Bay Tree Montessori

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About Bay Tree Montessori

Name Bay Tree Montessori
Ofsted Inspections
Address 84 Markham Road, Bournemouth, Dorset, BH9 1JA
Phase Childcare on Non-Domestic Premises, Full day care
Gender Mixed
Local Authority Bournemouth,ChristchurchandPoole
Highlights from Latest Inspection

What is it like to attend this early years setting?

The provision is outstanding

When children and families arrive, staff greet them with a warm welcome and a smile. Babies and older children receive supportive settling-in sessions.

Staff offer home visits for children with special educational needs and/or disabilities (SEND) and those who speak English as an additional language. The rich and intriguing environment sparks children's curiosity and wonder, providing them with the motivation to learn. Staff are highly skilled when interacting with children, inspiring, guiding and informing their learning in sequence.

For example, children water plants while staff are facilitating their learning... of life cycles, using key words and exploring ideas. Children show a high level of independence when scraping their plate, rinsing and putting it in the dishwasher after lunch.Children are keen and eager to join activities that ignite an array of learning opportunities.

For example, children use their gross-motor skills to stir cake mixture and learn mathematical concepts when weighing and measuring ingredients. Babies show strong and trusting attachments with staff, who show a passion for supporting their learning. For example, staff challenge babies with their walking using the climbing steps in the bambini room.

Parents are highly involved in their children's learning and comment positively on the support and updates they receive daily regarding the care and development of their children. During the COVID-19 pandemic, staff remained in contact with families and children through providing pre-recorded stories, songs and activities using online platforms. For example, staff read stories to support children's communication and language development.

What does the early years setting do well and what does it need to do better?

Managers and leaders have securely embedded an ambitious curriculum throughout the setting, and this is implemented extremely well by staff. All interactions with children are of a high quality. The staff have an excellent awareness of how children learn and provide opportunities for children that support their well-being and emotional development.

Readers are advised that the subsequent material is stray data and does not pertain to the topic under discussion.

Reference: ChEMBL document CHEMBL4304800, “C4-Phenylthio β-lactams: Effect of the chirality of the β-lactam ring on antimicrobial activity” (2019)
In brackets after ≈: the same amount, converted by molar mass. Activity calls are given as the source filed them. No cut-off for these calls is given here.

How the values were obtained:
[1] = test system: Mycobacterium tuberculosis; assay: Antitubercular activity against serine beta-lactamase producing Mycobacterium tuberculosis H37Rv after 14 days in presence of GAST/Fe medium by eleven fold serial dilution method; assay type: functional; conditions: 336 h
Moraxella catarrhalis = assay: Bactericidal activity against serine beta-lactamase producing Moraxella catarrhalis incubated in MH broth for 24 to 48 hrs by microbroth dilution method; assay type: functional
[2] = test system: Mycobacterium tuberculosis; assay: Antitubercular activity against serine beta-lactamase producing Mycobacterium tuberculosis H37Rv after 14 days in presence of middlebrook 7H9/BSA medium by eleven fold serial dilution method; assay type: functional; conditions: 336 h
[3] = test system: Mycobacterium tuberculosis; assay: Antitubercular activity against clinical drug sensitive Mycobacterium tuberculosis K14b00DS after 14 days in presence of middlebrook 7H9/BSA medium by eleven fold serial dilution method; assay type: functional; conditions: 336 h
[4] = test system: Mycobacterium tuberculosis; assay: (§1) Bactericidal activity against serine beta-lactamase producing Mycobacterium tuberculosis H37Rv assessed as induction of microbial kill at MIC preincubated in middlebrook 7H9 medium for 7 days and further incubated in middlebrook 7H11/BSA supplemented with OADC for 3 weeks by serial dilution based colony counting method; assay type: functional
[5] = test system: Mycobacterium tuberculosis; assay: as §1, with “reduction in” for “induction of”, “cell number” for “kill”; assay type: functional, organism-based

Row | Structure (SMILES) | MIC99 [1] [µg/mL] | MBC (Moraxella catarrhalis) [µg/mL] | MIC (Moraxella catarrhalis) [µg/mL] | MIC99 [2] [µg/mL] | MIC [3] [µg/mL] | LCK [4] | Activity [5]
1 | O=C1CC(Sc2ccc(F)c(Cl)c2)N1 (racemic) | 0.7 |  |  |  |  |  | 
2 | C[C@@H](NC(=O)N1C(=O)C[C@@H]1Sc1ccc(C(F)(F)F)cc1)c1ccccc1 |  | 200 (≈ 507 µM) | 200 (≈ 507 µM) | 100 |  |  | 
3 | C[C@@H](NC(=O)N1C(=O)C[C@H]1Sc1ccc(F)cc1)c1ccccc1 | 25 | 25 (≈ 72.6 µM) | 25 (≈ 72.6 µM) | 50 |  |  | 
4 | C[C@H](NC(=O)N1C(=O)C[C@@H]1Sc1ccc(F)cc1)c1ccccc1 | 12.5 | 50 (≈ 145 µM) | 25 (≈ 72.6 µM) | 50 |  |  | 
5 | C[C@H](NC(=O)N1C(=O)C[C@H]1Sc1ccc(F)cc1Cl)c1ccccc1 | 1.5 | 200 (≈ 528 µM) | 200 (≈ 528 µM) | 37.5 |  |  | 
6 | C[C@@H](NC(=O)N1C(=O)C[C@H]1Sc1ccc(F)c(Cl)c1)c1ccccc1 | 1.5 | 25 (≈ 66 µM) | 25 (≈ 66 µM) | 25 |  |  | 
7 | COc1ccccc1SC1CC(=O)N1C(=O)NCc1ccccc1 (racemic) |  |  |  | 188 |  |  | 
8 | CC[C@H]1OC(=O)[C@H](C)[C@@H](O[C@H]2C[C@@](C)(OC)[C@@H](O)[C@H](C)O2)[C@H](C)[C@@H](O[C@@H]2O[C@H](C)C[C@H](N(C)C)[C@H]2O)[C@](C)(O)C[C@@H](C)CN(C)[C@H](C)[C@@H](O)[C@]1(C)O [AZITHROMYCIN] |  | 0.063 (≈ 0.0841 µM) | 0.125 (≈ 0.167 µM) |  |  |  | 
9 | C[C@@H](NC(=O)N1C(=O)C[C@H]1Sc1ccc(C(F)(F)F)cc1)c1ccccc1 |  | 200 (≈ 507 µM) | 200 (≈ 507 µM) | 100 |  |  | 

For example, weekly yoga sessions support mindfulness. Staff seek extensive information on care routines and the needs of babies, so babies feel extremely secure.Staff have exceptional knowledge of child development and what children need to learn.

Staff provide opportunities for babies to support the use of core muscles for sitting and for older children to develop gross-motor movements for pre-writing skills. Phonological awareness is also introduced in preparation for their transition to school.Children's behaviour is exemplary.

Children understand why rules are in place and show confidence in social situations. When children encounter difficulties, these are swiftly identified and action is taken to support them. Children use visual aids to help them explain what they need and to help others to understand how they may be feeling.

Staff show children high levels of respect and kindness and value their opinions and choices.Staff have high expectations for all children, including children with SEND and those who speak English as an additional language. Staff work extremely closely with outside agencies to support children's individual needs.

Staff collaborate closely with leaders to minimise any gaps in children's learning, ensuring all children make excellent progress. For example, staff recognise that following the COVID-19 pandemic, the prime areas of learning, particularly speech and language, are a priority, so they now have a teaching room where more focused and tailored activities take place. Staff speak a variety of languages, including Polish, Romanian, Turkish and Spanish, and staff share these with children daily.

For example, babies are washing their hands while staff are singing a song in English and Spanish to support the babies' home language. The older children also enjoy learning songs in other languages and can recall them.Staff provide children with rich and diverse experiences to learn about their community and the world around them.

Managers ensure children have links with the wider community and have recently enjoyed a visit from the fire department, and they will be creating links with the local care home. Children explore the natural world they live in and use their allotment in the garden to grow their own fruit and vegetables. Children learn how to keep the fruit and vegetables alive and pick them when they are ready to eat for snack.

Babies explore the fruit and vegetables through messy play to ignite their senses, and they enjoy playing in the garden daily.


The arrangements for safeguarding are effective.Staff provide outstanding support for children to become highly independent while enabling them to manage age-appropriate risks, for example when children use the climbing wall and climbing frame in the garden.

Staff demonstrate a strong understanding of their duty to protect children and report any concerns they may have about a child's well-being. Managers have robust, effective and efficient recruitment procedures in place. This helps to ensure that any adults working with children are suitable to do so.

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